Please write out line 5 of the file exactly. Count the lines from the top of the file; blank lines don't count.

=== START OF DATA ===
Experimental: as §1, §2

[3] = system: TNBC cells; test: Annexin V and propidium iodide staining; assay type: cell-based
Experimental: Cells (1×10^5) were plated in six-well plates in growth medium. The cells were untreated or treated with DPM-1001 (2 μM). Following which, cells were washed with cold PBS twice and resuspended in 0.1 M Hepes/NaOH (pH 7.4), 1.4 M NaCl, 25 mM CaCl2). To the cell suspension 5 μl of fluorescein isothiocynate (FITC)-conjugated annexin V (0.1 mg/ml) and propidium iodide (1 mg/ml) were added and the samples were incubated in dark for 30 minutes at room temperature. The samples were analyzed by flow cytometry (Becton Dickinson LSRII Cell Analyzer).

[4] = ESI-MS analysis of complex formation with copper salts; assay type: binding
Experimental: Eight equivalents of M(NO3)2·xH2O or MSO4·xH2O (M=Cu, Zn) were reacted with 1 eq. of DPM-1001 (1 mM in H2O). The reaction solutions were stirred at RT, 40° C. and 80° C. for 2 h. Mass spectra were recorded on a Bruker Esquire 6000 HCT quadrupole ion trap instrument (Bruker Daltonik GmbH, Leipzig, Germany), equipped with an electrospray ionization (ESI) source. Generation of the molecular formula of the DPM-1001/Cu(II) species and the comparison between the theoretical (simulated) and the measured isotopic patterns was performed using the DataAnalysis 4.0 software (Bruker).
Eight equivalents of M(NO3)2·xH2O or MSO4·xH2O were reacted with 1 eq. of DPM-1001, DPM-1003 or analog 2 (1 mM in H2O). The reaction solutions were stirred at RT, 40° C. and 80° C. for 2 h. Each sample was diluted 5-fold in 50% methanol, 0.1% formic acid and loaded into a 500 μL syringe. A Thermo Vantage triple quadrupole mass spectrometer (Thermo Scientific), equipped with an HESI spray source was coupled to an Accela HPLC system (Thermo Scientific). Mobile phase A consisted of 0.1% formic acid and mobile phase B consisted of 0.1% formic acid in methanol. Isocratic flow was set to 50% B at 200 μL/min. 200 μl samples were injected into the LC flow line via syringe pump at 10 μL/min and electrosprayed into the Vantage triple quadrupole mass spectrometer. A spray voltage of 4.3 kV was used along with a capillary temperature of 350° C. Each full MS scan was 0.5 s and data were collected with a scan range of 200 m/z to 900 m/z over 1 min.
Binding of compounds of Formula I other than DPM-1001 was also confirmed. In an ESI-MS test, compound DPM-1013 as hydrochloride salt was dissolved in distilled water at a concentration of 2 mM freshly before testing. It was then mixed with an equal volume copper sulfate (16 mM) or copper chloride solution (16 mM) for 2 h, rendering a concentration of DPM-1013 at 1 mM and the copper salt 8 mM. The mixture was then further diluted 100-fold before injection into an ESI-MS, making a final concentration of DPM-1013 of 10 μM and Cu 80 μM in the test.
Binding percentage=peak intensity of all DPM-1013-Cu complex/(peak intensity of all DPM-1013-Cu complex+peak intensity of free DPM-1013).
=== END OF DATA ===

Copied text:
Experimental: Eight equivalents of M(NO3)2·xH2O or MSO4·xH2O (M=Cu, Zn) were reacted with 1 eq. of DPM-1001 (1 mM in H2O). The reaction solutions were stirred at RT, 40° C. and 80° C. for 2 h. Mass spectra were recorded on a Bruker Esquire 6000 HCT quadrupole ion trap instrument (Bruker Daltonik GmbH, Leipzig, Germany), equipped with an electrospray ionization (ESI) source. Generation of the molecular formula of the DPM-1001/Cu(II) species and the comparison between the theoretical (simulated) and the measured isotopic patterns was performed using the DataAnalysis 4.0 software (Bruker).